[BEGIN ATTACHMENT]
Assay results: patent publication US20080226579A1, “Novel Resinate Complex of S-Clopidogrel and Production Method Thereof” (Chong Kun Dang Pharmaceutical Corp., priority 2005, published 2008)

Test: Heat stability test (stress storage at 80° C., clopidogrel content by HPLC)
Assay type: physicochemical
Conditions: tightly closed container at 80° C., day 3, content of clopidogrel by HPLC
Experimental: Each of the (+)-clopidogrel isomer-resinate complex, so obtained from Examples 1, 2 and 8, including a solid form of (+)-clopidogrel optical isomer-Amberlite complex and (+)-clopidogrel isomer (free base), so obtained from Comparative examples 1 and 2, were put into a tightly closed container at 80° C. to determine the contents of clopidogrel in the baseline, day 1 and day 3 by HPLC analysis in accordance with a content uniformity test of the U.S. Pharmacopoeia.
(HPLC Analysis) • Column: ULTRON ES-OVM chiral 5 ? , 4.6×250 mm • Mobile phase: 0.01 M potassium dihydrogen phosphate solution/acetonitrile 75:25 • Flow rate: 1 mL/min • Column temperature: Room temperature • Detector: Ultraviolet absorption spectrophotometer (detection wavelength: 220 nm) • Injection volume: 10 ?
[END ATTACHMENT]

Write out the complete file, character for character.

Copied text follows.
Assay results: patent publication US20080226579A1, “Novel Resinate Complex of S-Clopidogrel and Production Method Thereof” (Chong Kun Dang Pharmaceutical Corp., priority 2005, published 2008)

Test: Heat stability test (stress storage at 80° C., clopidogrel content by HPLC)
Assay type: physicochemical
Conditions: tightly closed container at 80° C., day 3, content of clopidogrel by HPLC
Experimental: Each of the (+)-clopidogrel isomer-resinate complex, so obtained from Examples 1, 2 and 8, including a solid form of (+)-clopidogrel optical isomer-Amberlite complex and (+)-clopidogrel isomer (free base), so obtained from Comparative examples 1 and 2, were put into a tightly closed container at 80° C. to determine the contents of clopidogrel in the baseline, day 1 and day 3 by HPLC analysis in accordance with a content uniformity test of the U.S. Pharmacopoeia.
(HPLC Analysis) • Column: ULTRON ES-OVM chiral 5 ? , 4.6×250 mm • Mobile phase: 0.01 M potassium dihydrogen phosphate solution/acetonitrile 75:25 • Flow rate: 1 mL/min • Column temperature: Room temperature • Detector: Ultraviolet absorption spectrophotometer (detection wavelength: 220 nm) • Injection volume: 10 ?